Understanding Wall Street by Jeffrey Little & Lucien Rhodes
The Global Bankers by Roy Smith
The Money Masters by John Train
The New Money Masters by John Train
Money Masters of Our Time by John Train
The Intelligent Investor: The Classic Text on Value Investing by Benjamin Graham
The Visual Investor: How to Spot Market Trends by John J. Murphy
The Essays of Warren Buffett: Lessons for Corporate America by Warren Buffett
Buffettology: The Previously Unexplained Techniques That Have Made Warren Buffett The Worlds by Mary Buffett and David Clark
The Warren Buffett Way: Investment Strategies of the World's Greatest Investor by Robert G. Hagstrom Jr.
The Alchemy of Finance: Reading the Mind of the Market by George Soros
Bill Gross on Investing by William H. Gross
Capital Ideas: The Improbable Origins of Modern Wall Street by Peter L. Bernstein
Extraordinary Popular Delusions and The Madness of Crowds by Charles MacKay
Greed and Glory on Wall Street: The Fall of the House of Lehman by Ken Auletta
The House of Morgan: An American Banking Dynasty and the Rise of Modern Finance by Ron Chernow
The House of Nomura: The Inside Story of the Legendary Japanese Financial Dynasty by Albert Alletzhauser
The New Crowd: The Changing of the Jewish Guard on Wall Street by Judith Ramsey Ehrlick & Barry J. Rehfeld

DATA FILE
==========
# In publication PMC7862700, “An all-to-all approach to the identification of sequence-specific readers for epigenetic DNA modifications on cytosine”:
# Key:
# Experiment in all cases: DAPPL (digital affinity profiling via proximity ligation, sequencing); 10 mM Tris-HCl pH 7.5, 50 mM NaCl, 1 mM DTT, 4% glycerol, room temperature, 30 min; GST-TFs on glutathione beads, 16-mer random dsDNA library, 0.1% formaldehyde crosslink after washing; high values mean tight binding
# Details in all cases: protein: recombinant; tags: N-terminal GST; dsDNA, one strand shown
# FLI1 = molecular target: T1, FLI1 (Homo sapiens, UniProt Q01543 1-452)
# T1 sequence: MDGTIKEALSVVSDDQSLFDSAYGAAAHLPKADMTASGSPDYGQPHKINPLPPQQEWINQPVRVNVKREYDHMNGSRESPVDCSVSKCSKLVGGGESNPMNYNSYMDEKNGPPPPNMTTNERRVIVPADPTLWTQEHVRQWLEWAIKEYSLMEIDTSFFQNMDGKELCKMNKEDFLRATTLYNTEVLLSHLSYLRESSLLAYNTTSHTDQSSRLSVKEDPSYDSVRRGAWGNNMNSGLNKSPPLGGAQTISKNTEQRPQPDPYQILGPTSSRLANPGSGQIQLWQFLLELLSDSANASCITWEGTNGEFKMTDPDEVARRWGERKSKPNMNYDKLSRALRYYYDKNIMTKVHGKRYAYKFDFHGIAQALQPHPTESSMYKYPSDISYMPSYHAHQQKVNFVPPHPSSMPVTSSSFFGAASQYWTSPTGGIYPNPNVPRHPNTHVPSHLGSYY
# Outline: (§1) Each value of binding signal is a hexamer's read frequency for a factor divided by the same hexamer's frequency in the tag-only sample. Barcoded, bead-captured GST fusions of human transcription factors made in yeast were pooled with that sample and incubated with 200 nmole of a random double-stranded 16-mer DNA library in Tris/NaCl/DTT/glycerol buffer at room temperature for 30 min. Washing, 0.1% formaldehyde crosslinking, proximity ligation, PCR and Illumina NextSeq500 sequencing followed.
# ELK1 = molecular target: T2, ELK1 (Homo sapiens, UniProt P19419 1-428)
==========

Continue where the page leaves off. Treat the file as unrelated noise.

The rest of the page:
One Up On Wall Street : How To Use What You Already Know To Make Money In The Market by Peter Lynch
Beating the Street by Peter Lynch
"Our Crowd": The Great Jewish Families of New York by Stephen Birmingham
Reminiscences of a Stock Operator by Edwin Lefevre
Secrets of the Temple: How the Federal Reserve Runs the Country by William Greider
Soros on Soros: Staying Ahead of the Curve by George Soros, Bryon Wien & Krisztina Koenen
Guerrilla Investing: Winning Strategies for Beating the Wall Street Professionals by Peter Siris
The Battle For Investment Survival by Gerald Loeb
Money and Power: The History of Business by Howard B. Means
The Great Game: The Emergence of Wall Street as a World Power: 1653-2000 by John Steele Gordon
Toward Rational Exuberance: The Evolution of the Modern Stock Market by B. Mark Smith
100 Years of Wall Street by Charles R. Geisst, Richard A. Grasso
A Random Walk Down Wall Street by Burton Gordon Malkiel
Common Stocks and Uncommon Profits and Other Writings by Philip A. Fisher
The Go-Go Years: The Drama and Crashing Finale of Wall Street's Bullish 60s by John Brooks
Against the Gods: The Remarkable Story of Risk by Peter Bernstein